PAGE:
How Expensive is Norway?

‘People moving to Norway has made Norway richer, economically, but also our culture has become more rich in many ways’ – Jens Stoltenberg

I’ve often found along our travels that certain countries get tagged with certain stereotypes that are either unfair or completely untrue. I’ve walked up some pretty steep hills in Holland, I know a lot of very intelligent Americans and I’m even sure I met a funny German once.

Before we flew off to Norway in September 2016 after oohig and aahing about Fjords and Trolls the other thing everyone commented on before we went was how expensive it would be. Problem was it all felt a bit too much like hearsay. No one had actually been who could shed some light on exactly how much things would cost, like someone knows someone who knows someone, who’s cousin’s wife’s gynecologist once went and spent £9 on a beer. The internet also wasn’t all that informative, as when looking for the average price of a pint of beer for example, prices i found ranged from £3.60 to £15!

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We went to Iceland in 2015, which was pricy, but like London pricy to a Northerner. It was steep but still affordable, so that’s kind of the mindset I was going for when we set off.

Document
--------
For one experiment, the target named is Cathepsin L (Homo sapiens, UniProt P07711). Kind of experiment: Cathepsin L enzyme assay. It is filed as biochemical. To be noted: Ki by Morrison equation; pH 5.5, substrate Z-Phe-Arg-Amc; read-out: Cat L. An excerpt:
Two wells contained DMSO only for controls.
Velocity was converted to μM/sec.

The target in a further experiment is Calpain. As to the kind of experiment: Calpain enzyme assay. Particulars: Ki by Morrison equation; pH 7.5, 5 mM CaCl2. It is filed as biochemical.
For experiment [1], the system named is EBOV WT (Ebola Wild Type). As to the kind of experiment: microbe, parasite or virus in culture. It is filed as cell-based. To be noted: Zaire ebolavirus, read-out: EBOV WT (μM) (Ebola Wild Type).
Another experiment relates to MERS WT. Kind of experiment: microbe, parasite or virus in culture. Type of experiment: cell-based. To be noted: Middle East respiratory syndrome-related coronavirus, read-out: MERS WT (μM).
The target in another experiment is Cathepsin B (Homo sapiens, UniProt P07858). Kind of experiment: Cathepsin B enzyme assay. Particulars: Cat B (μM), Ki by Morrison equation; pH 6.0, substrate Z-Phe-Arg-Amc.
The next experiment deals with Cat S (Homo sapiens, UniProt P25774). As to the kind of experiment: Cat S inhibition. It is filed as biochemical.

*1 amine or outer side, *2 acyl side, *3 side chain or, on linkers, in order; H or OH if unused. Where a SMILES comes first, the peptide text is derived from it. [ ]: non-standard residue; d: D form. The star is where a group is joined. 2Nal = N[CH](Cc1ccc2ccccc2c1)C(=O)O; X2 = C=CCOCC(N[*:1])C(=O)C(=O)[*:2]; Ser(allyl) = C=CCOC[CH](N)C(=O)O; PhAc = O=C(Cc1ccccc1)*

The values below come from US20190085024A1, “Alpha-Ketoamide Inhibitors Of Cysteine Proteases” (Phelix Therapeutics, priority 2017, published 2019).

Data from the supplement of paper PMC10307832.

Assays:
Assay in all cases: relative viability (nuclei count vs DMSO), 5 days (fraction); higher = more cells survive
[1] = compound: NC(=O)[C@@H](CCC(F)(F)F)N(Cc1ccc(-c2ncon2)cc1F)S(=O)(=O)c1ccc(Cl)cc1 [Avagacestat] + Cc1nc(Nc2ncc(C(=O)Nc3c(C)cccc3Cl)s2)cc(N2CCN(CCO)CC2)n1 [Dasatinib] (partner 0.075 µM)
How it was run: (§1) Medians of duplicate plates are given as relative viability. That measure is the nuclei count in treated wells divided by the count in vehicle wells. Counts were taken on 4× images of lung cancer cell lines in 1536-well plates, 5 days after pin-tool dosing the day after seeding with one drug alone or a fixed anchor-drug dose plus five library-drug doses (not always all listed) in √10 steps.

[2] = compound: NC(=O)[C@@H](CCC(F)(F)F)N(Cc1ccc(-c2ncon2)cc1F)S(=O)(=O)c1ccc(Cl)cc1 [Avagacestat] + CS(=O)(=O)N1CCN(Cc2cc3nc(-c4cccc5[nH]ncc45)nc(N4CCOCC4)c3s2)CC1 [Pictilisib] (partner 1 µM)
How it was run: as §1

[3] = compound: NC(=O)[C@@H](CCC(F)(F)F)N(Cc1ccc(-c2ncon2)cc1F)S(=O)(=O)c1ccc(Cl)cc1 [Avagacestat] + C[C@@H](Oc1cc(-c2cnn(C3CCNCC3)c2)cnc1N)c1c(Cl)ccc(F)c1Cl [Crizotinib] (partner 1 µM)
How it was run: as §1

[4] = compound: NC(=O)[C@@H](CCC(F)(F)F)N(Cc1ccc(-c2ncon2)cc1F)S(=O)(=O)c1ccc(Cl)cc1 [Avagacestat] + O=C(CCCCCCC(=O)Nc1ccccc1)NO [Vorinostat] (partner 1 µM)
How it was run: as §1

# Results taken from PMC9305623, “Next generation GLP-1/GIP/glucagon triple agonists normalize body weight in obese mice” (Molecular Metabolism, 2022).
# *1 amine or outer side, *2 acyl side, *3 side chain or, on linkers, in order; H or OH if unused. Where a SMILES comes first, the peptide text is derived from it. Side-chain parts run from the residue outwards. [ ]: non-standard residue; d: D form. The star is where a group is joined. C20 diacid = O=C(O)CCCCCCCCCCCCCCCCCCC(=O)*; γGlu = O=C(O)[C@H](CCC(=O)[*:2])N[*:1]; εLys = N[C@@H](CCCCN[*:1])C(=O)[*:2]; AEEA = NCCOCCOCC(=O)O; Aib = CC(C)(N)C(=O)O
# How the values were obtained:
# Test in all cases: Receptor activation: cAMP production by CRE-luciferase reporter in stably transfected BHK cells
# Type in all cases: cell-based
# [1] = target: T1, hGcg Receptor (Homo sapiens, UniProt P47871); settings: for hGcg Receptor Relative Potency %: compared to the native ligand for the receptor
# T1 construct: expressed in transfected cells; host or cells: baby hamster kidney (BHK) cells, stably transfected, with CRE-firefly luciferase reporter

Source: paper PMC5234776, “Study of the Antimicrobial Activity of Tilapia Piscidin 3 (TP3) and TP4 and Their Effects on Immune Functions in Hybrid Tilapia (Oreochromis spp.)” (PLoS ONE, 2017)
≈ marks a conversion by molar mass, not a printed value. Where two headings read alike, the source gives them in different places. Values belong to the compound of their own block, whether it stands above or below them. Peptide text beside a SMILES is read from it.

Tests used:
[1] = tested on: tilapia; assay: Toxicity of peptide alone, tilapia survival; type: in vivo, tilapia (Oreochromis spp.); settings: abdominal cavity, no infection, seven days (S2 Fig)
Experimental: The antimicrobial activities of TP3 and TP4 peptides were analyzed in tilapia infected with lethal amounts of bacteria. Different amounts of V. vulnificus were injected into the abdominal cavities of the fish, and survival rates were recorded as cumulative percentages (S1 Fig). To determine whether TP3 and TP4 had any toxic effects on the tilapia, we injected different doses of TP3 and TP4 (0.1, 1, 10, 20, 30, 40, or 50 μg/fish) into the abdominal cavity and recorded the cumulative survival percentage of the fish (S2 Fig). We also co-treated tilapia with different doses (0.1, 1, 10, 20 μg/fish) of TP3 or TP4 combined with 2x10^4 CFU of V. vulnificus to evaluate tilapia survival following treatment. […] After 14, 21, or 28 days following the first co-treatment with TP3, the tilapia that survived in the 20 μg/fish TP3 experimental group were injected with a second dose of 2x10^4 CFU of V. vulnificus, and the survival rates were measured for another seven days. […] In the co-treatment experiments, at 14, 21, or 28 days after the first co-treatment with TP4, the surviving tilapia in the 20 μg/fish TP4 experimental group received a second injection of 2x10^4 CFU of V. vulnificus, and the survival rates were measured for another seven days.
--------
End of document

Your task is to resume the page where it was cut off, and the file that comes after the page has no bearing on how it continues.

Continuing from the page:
So, how expensive really is Norway?

Not to put too fine a point on it. It’s bloody expensive. Here’s a price breakdown for some of the stuff we spent money on while we were there:

  • Two pints of local draught lager – £17
  • 1 frozen pizza from a supermarket – £8
  • Slice of chocolate cake from a take away deli – £6
  • 2 small self serve take away coffees (from a machine) – £5
  • 30 hours in a city centre underground car park – £38

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  • 1 slice of cheesecake on a dessert menu – £13
  • 1 footlong Subway sandwich – £10.50
  • 1 pint of lager & 1 large (250ml) glass of wine – £22
  • Entrance into the Bergen Aquarium – £19 each

We tried to save money where we could – by sharing a sandwich in Subway for lunch, staying in mostly self catering accommodation buying food from supermarkets and taking our own duty free drink over so we weren’t spending an obscene amount of money in the pub. But of course we were still on our holidays and we wanted to treat ourselves as well and eat and drink out where it was reasonable to do so.

So there’s a bit of first hand advice at  how expensive Norway really is. If you take one piece of advice away it would be to expect to pay pretty much double what you’d pay in the UK, I have to be honest though, that chocolate fudge cake was worth every penny!

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